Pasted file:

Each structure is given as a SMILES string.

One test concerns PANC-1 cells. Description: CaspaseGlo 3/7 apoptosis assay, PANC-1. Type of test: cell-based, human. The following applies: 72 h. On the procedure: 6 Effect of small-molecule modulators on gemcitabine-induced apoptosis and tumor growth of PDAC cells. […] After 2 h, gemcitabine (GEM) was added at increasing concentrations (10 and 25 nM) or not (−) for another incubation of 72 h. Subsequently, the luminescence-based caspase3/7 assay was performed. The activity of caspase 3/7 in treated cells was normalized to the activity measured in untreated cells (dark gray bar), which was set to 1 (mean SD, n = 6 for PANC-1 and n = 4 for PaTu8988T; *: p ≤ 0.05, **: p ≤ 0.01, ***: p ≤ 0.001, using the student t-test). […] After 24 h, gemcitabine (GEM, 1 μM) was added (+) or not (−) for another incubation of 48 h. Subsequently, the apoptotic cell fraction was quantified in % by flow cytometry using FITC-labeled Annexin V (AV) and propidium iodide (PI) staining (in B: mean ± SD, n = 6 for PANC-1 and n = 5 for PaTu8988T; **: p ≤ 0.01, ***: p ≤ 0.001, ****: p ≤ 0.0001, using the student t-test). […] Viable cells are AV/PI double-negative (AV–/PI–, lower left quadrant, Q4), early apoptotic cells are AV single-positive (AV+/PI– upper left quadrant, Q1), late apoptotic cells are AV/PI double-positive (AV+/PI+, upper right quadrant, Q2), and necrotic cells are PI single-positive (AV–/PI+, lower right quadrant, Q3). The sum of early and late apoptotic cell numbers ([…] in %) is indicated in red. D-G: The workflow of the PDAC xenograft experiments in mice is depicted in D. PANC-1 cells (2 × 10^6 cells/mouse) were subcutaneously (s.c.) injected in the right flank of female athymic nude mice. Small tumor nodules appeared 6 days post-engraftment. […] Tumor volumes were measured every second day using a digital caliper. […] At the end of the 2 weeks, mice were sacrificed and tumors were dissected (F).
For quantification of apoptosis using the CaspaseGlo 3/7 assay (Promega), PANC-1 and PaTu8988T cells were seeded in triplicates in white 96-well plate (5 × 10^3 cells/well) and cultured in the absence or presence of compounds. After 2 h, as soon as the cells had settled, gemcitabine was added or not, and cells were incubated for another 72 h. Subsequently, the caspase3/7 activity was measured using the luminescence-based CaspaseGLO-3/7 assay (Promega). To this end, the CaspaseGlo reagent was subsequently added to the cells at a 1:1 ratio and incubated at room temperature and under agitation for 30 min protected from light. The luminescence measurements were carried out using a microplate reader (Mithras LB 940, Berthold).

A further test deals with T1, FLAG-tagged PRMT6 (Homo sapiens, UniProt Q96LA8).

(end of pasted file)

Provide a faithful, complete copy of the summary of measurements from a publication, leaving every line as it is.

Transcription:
Each structure is given as a SMILES string.

One test concerns PANC-1 cells. Description: CaspaseGlo 3/7 apoptosis assay, PANC-1. Type of test: cell-based, human. The following applies: 72 h. On the procedure: 6 Effect of small-molecule modulators on gemcitabine-induced apoptosis and tumor growth of PDAC cells. […] After 2 h, gemcitabine (GEM) was added at increasing concentrations (10 and 25 nM) or not (−) for another incubation of 72 h. Subsequently, the luminescence-based caspase3/7 assay was performed. The activity of caspase 3/7 in treated cells was normalized to the activity measured in untreated cells (dark gray bar), which was set to 1 (mean SD, n = 6 for PANC-1 and n = 4 for PaTu8988T; *: p ≤ 0.05, **: p ≤ 0.01, ***: p ≤ 0.001, using the student t-test). […] After 24 h, gemcitabine (GEM, 1 μM) was added (+) or not (−) for another incubation of 48 h. Subsequently, the apoptotic cell fraction was quantified in % by flow cytometry using FITC-labeled Annexin V (AV) and propidium iodide (PI) staining (in B: mean ± SD, n = 6 for PANC-1 and n = 5 for PaTu8988T; **: p ≤ 0.01, ***: p ≤ 0.001, ****: p ≤ 0.0001, using the student t-test). […] Viable cells are AV/PI double-negative (AV–/PI–, lower left quadrant, Q4), early apoptotic cells are AV single-positive (AV+/PI– upper left quadrant, Q1), late apoptotic cells are AV/PI double-positive (AV+/PI+, upper right quadrant, Q2), and necrotic cells are PI single-positive (AV–/PI+, lower right quadrant, Q3). The sum of early and late apoptotic cell numbers ([…] in %) is indicated in red. D-G: The workflow of the PDAC xenograft experiments in mice is depicted in D. PANC-1 cells (2 × 10^6 cells/mouse) were subcutaneously (s.c.) injected in the right flank of female athymic nude mice. Small tumor nodules appeared 6 days post-engraftment. […] Tumor volumes were measured every second day using a digital caliper. […] At the end of the 2 weeks, mice were sacrificed and tumors were dissected (F).
For quantification of apoptosis using the CaspaseGlo 3/7 assay (Promega), PANC-1 and PaTu8988T cells were seeded in triplicates in white 96-well plate (5 × 10^3 cells/well) and cultured in the absence or presence of compounds. After 2 h, as soon as the cells had settled, gemcitabine was added or not, and cells were incubated for another 72 h. Subsequently, the caspase3/7 activity was measured using the luminescence-based CaspaseGLO-3/7 assay (Promega). To this end, the CaspaseGlo reagent was subsequently added to the cells at a 1:1 ratio and incubated at room temperature and under agitation for 30 min protected from light. The luminescence measurements were carried out using a microplate reader (Mithras LB 940, Berthold).

A further test deals with T1, FLAG-tagged PRMT6 (Homo sapiens, UniProt Q96LA8).